Fans love their rock stars despite parental record companies

“It is like giving up your best friend,” in the words of one music fan, who relived betraying and painful moments of sharing favorite musicians, in this case Radiohead, with the rest of the world. This type of indefatigable fan hierarchy is instilled in every music fan. It is fervently applied at the cost of humane words and actions from those in front of you in line.

From the very bottom of the fan feeder pool (think: gluttonous rock radio) to the devoted, I have been through it all and will stand in line for tickets for days while singing the most obscure lyrics in a “name this tune if you can,” deathmatch-with-other-fans pinnacle of excess.

Yet, at the back end of dizzying rock success there is only one place to head, and that, of course, is out the record company’s back door and into the burgeoning trash heap, sandwiched between Stacy Q and Falco3. The loyalty of corporate conglomerates to artists is as traitorous as this week’s 28 million-dollar buyout of Mariah Carey (though I doubt she is complaining about the terms). Abandoned by the same wide smiles that promise the artist everything (even those sought-after and decidedly purchased Grammy Awards) the artist is left without the one thing that the record company most assuredly could provide – a conduit to the fans.

Fans, left to their own devices (literally, new technological devices), are abandoning the tepid corporate Web sites and Top 40 radio, instead finding safety in the comfort of their own home. They are connecting to other fans, while loving their gods and goddesses like only a tech savvy fan can. It is the irony of these new principles that miffs the record companies, for they were all too well aware of the devoted audience’s penchant for competition: snapping up every new single, keychain and poster.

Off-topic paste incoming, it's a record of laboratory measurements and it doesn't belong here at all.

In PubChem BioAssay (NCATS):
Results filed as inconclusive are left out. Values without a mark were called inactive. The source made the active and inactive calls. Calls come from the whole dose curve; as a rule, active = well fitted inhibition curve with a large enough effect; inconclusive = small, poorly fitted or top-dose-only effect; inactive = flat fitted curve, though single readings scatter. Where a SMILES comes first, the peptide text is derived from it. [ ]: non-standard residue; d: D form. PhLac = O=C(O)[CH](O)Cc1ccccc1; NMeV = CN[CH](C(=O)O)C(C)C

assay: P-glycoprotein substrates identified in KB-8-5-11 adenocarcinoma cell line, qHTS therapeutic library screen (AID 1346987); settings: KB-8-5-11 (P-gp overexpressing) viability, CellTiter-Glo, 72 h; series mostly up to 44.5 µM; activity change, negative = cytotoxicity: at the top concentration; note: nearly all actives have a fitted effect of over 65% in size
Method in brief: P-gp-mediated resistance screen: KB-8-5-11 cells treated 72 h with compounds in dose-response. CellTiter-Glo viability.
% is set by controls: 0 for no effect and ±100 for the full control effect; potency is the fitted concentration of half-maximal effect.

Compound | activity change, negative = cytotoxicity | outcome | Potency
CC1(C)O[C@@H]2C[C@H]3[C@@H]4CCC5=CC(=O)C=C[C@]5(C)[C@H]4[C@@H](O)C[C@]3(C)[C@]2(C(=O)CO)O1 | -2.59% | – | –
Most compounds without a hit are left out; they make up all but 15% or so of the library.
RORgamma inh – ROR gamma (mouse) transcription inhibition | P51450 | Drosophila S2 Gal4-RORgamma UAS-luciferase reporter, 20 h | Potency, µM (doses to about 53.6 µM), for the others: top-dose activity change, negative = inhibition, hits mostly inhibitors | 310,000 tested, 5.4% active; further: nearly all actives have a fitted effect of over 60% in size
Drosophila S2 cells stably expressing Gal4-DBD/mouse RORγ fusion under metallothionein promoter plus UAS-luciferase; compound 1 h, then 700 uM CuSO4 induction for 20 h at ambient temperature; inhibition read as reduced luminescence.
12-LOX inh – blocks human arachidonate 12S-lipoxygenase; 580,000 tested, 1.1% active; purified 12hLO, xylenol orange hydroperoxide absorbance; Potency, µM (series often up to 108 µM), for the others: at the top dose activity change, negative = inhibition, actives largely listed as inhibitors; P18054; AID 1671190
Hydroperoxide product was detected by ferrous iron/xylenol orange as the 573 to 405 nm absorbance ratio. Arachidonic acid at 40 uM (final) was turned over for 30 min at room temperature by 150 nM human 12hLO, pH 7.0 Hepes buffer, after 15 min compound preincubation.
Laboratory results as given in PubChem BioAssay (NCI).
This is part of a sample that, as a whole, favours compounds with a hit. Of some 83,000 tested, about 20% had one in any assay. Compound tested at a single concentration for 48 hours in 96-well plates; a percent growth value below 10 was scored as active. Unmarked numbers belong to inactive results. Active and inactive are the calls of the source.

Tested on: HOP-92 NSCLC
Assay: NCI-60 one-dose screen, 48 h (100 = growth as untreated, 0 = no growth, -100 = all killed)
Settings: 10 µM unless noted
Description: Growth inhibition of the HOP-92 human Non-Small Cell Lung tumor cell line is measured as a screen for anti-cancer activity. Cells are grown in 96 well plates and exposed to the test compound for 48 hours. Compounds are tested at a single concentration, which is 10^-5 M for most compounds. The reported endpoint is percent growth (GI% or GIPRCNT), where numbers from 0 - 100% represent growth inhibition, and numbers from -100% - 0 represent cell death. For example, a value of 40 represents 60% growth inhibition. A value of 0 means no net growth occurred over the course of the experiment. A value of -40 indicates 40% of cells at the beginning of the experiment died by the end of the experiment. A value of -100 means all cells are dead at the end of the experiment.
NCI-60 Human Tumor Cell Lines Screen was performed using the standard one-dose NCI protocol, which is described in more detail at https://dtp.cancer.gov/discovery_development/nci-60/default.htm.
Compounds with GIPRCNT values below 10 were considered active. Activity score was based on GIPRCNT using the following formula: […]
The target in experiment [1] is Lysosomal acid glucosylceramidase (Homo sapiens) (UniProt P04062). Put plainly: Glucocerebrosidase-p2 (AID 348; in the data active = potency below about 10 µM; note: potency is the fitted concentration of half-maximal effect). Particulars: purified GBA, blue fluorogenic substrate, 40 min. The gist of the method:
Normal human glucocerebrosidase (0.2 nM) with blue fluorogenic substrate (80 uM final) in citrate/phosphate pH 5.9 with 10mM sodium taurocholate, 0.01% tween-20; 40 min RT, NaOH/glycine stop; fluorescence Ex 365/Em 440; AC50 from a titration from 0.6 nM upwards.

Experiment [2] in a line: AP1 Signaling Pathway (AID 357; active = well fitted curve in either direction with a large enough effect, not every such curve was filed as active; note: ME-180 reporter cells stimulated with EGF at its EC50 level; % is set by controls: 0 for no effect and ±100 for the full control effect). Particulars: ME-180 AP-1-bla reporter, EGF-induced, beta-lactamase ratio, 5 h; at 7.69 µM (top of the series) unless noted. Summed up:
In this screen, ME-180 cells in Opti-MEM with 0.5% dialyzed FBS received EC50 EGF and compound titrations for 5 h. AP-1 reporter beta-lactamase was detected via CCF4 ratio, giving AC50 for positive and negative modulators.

Now the fans are finding safety with each other. Whereas before only a chilly reception awaited you in the long ticket line for first-row rock glory, now the rhinestoned and beaded love-chain grows longer from one computerized fan to another. An aficionado can easily download hundreds of thousands of images, bootlegged concerts and the most current, most surreal gossip. And possibly the most gratifying thing of all – compiling and creating your own personal greatest hits collection, is easier and cheaper than ever before. As every fan knows, it was always all about the mix anyway.

The following musicians, despite record company mismanagement, mishandling and unequivocal corporate ignorance towards fans, flourish at the intersection of Web-fan loyalty and new technology.

Peter Murphy

As the blood of the doomed Bauhaus, Peter Murphy is a chilling reminder of the early days of the 1980s, when cocaine, the Reagan-Thatcher-oppression love triangle and the horror of Miami Vice was all yet to be realized. Always one step out of the spotlight, Murphy has equally notorious moody and rabid fans, and they love each other for it. To top it off, over a half a million Web page matches can’t be wrong.

Cyndi Lauper

There is just something about Cyndi Lauper that “translates,” man. It is somewhat disconcerting that my grandma, my little sister and my little brother still rock out to “Girls Just want to Have Fun,” screaming and pursing their lips all in unison, almost 20 years after its release. In 1983, Cyndi Lauper hit the radio, MTV, People magazine, TV talk show, WWF, Spielberg movie, USA for Africa-circuit like no one before her. While Madonna earnestly rolled around in a white wedding dress, Cyndi seemed to laugh it all off.